255,120 people are poring over maps of Paris right now, searching for landmarks and squinting at street signs. It is mind-blowing how some geography-minded people can look at a field of corn, a plain path near mountains, or a beach and guess exactly where on the planet it is, down to the street. GeoGuesser gives international players the opportunity to do exactly that by making a game out of Mapillary and Google Street View.
The well-traveled have been going viral on Youtube for guessing vague and remote locations for the past few years. The game was released in 2013 and immediately garnered significant interest, receiving “hundreds of thousands of unique visitors per day within a week of being released”.
The game creator, Anton Wallén, is Swedish. GeoGuessr is available in English, French, Spanish, Italian, German, Portuguese, Russian, Swedish, Turkish, and Dutch. Live streams are also available on the site in those languages. GeoGuessr’s maps are somewhat eurocentric as “the locations are limited to roads and other paths that have been photographed by Google Street View cameras for paying members, which excludes the majority of Asia and Africa, most of the Amazon basin in South America, most of Central, and Outback Australia and most of the far north in Canada and Russia.”
Travel Youtuber GeoWizard is one of the games’ most notable streamers. A year ago, he began filming an intense series, called “Real Life GeoGuessr”, where the player’s wife drops him off in the woods and he has to figure out where he is using context clues like signs and foliage. GeoWizard also started a “Geo Detective” video series, where fans send in photos of a location around them and he has to guess where the photo was taken.
Recently, the game limited content behind a paywall. The Individual Plan Pro membership costs $2.99/month or $23.88/year. GeoGuessr is unusual because Group Plans are also available for purchase. The subscription groups range from 15 to 100 members and the monthly cost runs between $39.99 to $200. Either version of the Pro status includes perks such as the ability to build maps, play Country Streak and Battle Royale, skip ads and the waiting period, creating leagues, playing with friends, and more. It is available on iOS and supported browsers.
Teachers can purchase an Education tool for their geography classes. Up to 250 students are able to play on a map created specifically by the teacher without ads. Battle Royale is a newer multiplayer feature on the site where a player can either set up a game with friends or be matched with random opponents. Players get eliminated by either running out of time during guessing or by losing lives. Country Streak counts how many countries the player can correctly guess in a row.
The Daily Challenge is a competitive five-round mode of the game. The maximum score you can earn in each round is 5,000 points totaling 25,000 points to the players who can guess an accurate location in under three minutes per map. After each round, you are able to rate how much you enjoyed the map with stars. As of now, this content is still free.
Now let's play...
Round One: Take a look at these two images and guess which country they are from
For this round, I decided I couldn’t stray away from where I was immediately shown because there were so many context clues I should be using. The first photo might be in South America, because of the tall green mountains and paved roads. When I moved the cursor, however, I saw the name of the gas station was definitely not in Spanish or a language I remotely recognized. In the second image, the blue car looks old and long, so I decided it wasn’t taken in Asia. The truck further back looks especially boxy and short, so I decided it wasn’t taken in North America either. Behind the gas station is a building marked “Hotel”. Since that was an English word, I guessed that it was a country that primarily spoke English which was near a country that didn’t primarily speak English. That idea placed me in Europe. I am simple, I see English and think “England”. I forget about the gas station sign. Obviously wrong -- Albania.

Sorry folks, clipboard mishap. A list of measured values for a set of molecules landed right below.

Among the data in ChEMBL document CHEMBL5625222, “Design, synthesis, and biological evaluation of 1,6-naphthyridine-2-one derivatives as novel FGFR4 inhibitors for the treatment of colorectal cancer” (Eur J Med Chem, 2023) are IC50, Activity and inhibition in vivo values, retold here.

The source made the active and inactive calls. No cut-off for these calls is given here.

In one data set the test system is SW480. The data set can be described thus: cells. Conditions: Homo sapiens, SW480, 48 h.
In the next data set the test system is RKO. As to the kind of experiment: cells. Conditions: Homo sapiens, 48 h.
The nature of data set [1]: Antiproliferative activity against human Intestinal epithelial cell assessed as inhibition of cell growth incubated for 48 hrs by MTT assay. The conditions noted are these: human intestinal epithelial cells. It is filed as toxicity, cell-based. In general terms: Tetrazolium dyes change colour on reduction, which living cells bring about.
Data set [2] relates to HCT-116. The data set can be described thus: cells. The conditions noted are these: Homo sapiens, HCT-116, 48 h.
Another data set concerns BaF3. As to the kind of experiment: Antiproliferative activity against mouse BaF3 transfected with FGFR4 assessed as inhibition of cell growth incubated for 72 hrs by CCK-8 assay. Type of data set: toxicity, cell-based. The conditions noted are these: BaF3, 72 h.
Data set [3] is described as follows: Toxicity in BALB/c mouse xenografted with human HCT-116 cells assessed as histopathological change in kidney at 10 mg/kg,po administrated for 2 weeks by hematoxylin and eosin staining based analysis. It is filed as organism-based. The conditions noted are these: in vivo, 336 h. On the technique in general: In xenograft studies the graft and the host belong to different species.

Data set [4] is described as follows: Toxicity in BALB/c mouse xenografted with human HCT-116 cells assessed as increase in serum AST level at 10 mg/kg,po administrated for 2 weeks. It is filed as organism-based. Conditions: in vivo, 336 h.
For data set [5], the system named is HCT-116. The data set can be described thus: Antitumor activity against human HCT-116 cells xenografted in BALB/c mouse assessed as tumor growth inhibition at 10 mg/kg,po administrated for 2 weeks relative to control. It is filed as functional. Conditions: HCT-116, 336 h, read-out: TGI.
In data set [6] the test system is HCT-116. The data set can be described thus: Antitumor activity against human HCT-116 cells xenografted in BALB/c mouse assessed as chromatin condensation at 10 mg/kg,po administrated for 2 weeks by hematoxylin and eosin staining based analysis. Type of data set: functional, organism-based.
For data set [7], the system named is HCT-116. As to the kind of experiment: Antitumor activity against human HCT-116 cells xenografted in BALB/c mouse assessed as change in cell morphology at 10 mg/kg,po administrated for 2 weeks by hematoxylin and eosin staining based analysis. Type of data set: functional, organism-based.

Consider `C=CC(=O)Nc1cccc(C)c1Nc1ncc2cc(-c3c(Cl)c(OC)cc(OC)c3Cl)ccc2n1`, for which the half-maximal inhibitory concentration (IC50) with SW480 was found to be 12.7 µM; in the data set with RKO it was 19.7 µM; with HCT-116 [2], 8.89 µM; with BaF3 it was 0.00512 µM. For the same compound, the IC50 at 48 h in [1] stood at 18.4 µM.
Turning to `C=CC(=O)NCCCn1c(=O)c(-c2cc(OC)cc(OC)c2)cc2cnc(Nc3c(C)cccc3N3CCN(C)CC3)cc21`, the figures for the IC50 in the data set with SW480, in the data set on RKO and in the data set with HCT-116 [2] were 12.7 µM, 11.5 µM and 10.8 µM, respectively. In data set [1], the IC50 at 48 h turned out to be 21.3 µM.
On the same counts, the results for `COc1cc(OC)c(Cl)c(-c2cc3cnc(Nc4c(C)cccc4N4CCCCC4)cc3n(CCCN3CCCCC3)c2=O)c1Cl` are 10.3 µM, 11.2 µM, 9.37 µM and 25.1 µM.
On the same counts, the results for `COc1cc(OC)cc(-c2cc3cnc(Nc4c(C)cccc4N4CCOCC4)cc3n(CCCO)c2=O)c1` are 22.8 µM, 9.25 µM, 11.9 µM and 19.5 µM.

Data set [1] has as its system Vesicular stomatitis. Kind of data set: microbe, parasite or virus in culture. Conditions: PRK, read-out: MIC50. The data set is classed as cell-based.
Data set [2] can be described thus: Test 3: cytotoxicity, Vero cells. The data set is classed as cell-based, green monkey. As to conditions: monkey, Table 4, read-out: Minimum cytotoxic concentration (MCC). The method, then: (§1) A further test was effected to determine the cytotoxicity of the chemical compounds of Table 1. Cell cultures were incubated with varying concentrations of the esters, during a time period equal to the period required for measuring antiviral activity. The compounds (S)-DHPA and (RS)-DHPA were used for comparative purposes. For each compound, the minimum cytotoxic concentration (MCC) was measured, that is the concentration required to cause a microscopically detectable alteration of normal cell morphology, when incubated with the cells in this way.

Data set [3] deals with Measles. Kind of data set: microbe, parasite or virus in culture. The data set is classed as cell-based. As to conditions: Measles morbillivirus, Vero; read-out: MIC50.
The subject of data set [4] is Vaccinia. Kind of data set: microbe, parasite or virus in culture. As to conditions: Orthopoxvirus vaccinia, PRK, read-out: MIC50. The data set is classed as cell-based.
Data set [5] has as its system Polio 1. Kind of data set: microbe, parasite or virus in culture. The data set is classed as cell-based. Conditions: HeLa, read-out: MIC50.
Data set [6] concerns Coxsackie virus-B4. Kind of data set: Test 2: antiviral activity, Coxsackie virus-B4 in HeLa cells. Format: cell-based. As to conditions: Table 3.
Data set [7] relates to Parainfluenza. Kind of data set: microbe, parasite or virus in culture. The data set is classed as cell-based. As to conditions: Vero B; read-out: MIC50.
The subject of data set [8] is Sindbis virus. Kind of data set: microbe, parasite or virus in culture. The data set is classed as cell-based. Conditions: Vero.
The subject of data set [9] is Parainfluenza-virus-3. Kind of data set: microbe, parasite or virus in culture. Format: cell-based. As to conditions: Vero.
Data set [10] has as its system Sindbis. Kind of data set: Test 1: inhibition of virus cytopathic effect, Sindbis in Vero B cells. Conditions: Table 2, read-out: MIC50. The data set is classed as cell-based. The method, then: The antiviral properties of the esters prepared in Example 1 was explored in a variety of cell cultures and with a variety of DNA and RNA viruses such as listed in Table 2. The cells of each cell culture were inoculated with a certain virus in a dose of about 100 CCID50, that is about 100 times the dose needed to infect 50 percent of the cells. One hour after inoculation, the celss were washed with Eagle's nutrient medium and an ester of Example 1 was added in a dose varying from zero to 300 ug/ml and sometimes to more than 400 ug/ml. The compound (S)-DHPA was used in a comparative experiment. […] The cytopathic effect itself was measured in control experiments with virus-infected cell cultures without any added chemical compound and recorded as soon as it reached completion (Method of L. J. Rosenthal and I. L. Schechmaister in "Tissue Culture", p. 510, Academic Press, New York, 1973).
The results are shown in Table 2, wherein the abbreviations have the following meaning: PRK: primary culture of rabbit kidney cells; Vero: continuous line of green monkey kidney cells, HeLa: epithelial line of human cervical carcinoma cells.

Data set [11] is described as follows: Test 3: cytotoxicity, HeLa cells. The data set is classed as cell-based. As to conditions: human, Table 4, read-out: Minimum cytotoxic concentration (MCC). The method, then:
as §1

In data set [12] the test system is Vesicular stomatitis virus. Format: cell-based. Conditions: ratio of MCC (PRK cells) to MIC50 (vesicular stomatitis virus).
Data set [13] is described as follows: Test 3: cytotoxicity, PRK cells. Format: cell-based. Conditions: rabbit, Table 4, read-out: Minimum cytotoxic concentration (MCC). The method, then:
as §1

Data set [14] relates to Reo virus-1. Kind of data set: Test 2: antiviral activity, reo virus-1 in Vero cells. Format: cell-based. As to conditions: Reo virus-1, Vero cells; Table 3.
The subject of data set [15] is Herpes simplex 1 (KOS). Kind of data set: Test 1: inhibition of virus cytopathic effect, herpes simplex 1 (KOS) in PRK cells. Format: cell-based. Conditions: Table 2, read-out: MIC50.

Round Two: Literally just trees
During this round, I almost used up my three minutes because I was plopped in the middle of absolutely nothing. I have never been so annoyed to see a fence as I was during this. Which trees are deciduous and which are coniferous? My first thought was a hiking trail or ranch. After wildly clicking in one direction, searching for a building, I found a single idiot cactus. Once I saw the “STOP” sign, my guess was California, Arizona, or New Mexico. My final selection was Arizona because it was the most warm and “cactus-y” place I could imagine. Again, not even close. Galapagos Islands.
Round 3: If you have ever gotten a perfect score on the Daily Challenge or teach Geography, please slide into my PM’s to teach me some critical thinking skills.
This one probably should have been easier but I was thrown off by the giant penis shadow in the first screenshot. Observing the second photo, my context clues are marshmallows and grass. The third photo should have helped me with the birch trees, but I assumed the car in the driveway was a Honda Accord. The fourth photo made me think of the Robert Frost poem, Stopping by the Woods on a Snowy Evening, and it's first two verses which occasionally get stuck in my head...
“Whose woods these are I think I know.
His house is in the village though;
He will not see me stopping here
To watch his woods fill up with snow.
My little horse must think it queer
To stop without a farmhouse near
Between the woods and frozen lake
The darkest evening of the year.”
If memory serves, this poem was written about Massachusetts, so my final guess is its neighbor, New Hampshire, as I have been to Massachusetts, and it is slightly less rural. I could not have been more wrong -- Kuopio, Finland.